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The 4 Layers of the Rainforest (With Diagrams)

Did you know the Earth’s oldest ecosystem is the rainforest? Some rainforests have been around for 70 million years. The Amazon rainforest has been around for 55 million years, and sadly, it is slowly disappearing due to human activities and climate change. As a result of the changes around the Amazon forest, it is shrinking away, with 17% already gone. We can better understand their importance to our world by examining the four layers of the rainforest, which is exactly what we’re about to look at in this article.

4 layers of the rainforest

layers of the rainforest

1. Emergent Layer

The emergent layer is the top layer of the rainforest. It is over 45m (150 ft.) from the ground, and in some areas, trees can reach a height of over 70m (230 ft.)

It is windy and wet in the rainforest’s top layer due to the lack of shelter. As a result, few plant and animal species can live there. Of all the layers of the rainforest, the emergent layer is the hottest and most hostile.


The top layers of the rainforest are home to birds, bats, butterflies, and gliders. After hunting in the canopy layer, harpy eagles and scarlet macaws will emerge into the emergent layer of the rainforest. Occasionally, monkeys will enter the top layers of the rainforest.

It’s possible to see blue morpho butterflies in the rainforest whenever you’re flying above them. The top layers of the rainforest are kept healthy by animal and bird pollination.

2. Canopy Layer

The canopy layer is the second-highest layer of the rainforest. It is filled with leaves and branches from the trees in this layer of the rainforest. The canopy layer is between 30 and 45 meters (100 to 150 feet) tall from the ground. The majority of animals and plants live in the second layer of the rainforest.

The reason for this is that 99% of the sunlight falls into the rainforest’s canopy layers. Thus, it creates the perfect environment for animals and plants to thrive.

Rainforest vines and lianas wrap themselves around the trunks and branches of trees to receive the sun’s light. In addition, you can find epiphytes growing on the branches of trees and other plants, allowing animals to climb along to reach the second layer of the rainforest.

Some of the animals that live in the canopy layer of the rainforests are listed below:

  • Red-eyed tree frogs
  • Howler monkeys
  • Coatis
  • Sloths
  • Toucans
  • Iguanas

The canopy layer supports a variety of wildlife, as you can see. However, you may not realize how important it is to the ecosystem. The canopy layer is the main site of heat, water vapor, and atmospheric gas interchange.

red-eyed tree frog

The canopy layer is essential in maintaining the regional and global climate. Additionally, it protects the forest floor from the intense heat of the sun, heavy rains, and dry winds, thereby retaining moisture down below.

3. Understory Layer

Generally speaking, you can think of the rainforest’s third layer as the middle man between the canopy and the forest floor. In the understory, you will see leafy bushes, saplings (young trees), and vines.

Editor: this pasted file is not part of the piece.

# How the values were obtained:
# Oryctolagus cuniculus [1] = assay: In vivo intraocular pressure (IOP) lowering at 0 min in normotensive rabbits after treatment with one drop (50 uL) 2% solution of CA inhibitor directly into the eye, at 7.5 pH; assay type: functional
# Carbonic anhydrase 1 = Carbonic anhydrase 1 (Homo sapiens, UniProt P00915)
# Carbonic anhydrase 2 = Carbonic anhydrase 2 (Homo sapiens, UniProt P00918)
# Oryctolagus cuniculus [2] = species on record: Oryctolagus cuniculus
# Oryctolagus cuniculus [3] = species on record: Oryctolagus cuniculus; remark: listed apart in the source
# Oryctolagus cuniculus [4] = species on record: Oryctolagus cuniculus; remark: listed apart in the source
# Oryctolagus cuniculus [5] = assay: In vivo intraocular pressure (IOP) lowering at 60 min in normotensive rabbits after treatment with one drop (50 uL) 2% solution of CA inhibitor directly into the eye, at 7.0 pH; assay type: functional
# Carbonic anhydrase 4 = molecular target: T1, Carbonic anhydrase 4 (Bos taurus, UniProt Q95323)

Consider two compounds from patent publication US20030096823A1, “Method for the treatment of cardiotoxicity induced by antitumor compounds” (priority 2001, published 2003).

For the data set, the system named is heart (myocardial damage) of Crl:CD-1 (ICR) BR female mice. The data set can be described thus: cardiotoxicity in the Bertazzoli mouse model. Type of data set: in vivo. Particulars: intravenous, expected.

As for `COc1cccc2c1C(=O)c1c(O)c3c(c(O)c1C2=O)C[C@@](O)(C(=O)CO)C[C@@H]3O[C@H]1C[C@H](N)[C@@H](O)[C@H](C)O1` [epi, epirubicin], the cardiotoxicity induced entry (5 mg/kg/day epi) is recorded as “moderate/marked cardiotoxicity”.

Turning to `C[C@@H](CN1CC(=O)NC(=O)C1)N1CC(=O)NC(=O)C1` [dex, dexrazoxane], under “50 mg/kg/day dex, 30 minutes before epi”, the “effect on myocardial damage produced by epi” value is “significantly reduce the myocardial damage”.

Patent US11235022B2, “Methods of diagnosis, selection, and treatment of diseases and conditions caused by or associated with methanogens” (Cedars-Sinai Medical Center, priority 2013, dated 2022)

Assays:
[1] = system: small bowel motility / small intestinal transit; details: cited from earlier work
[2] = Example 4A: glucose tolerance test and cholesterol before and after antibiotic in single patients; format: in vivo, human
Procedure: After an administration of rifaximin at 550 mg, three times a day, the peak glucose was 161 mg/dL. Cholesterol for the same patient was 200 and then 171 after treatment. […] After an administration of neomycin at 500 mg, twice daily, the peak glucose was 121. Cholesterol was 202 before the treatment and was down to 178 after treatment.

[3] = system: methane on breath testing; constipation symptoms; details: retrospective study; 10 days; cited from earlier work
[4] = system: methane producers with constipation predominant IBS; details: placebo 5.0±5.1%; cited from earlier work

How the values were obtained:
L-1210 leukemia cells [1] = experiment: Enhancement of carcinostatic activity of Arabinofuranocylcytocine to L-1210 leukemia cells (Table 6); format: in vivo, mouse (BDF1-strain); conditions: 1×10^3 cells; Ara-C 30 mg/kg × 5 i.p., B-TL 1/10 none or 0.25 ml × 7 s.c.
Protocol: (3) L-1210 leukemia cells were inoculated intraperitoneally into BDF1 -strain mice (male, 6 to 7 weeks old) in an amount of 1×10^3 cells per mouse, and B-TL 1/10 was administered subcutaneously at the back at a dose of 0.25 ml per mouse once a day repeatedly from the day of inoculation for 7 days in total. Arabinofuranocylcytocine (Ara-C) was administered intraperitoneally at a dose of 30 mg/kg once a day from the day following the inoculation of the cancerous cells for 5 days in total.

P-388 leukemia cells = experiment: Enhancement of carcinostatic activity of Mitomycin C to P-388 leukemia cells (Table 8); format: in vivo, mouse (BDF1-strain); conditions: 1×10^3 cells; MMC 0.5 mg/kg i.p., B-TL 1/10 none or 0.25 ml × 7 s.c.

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Plants in the understory layers only receive 5% of the rainforest’s sunlight, and their leaves tend to be large. Large leaves allow plants to capture light in the dark understory layer of a rainforest. The plants of the understory layer also help provide food and shelter for the animals living within the rainforest.

You can find leafcutter ants are everywhere in the understory, marching up and down the many branches. However, watch out for snakes, like boa constrictors, that are waiting for their unsuspecting prey in silence.

The Jaguar, which climbs into branches of the small trees to leap down and grab its prey, is another predator that inhabits the understory. If you were flying high in the friendly skies earlier, you could find the blue morpho butterflies again munching on rotting fruits.

graphic of the rainforest layers
layers of the rainforest

4. Forest Floor Layer

The forest floor only receives 2% of the sunlight, making it dark, damp, and hot. Also, the rainforest soil isn’t rich in nutrients, making rainforest trees’ roots spread out over a wide area. Since the tree’s roots can not grow deep into the soil, the broad roots help provide stability to the rainforest soil and help the trees receive the nutrients they need.

While it may seem unimportant due to its constant shade, the forest floor plays a crucial role in the Amazon’s forest ecosystem. Within the forest floor, decomposition occurs. Decomposing dead plants and animals recycle a forest’s valuable nutrients and essential materials from fungi and microorganisms.

The leafcutter ants thrive in millions on the rainforest floor, living in colonies amongst the soil and dead leaves. Next, you can find 170 different kinds of poison dart frogs in the forest. They are infamous for being the most poisonous animals on Earth due to their bright colors. Do not be fooled by their bright colors by thinking they’re safe. However, the golden poison frog is pretty harmless.

On the forest floors, you will find larger species such as anteaters, jaguars, and tapirs. You will find different animals in the Amazon’s lakes and rivers than in the forest. A giant river otter, a piranha, a turtle, a green anaconda, and a caiman are all found there.

If you look close enough, you might be able to spot a pink dolphin!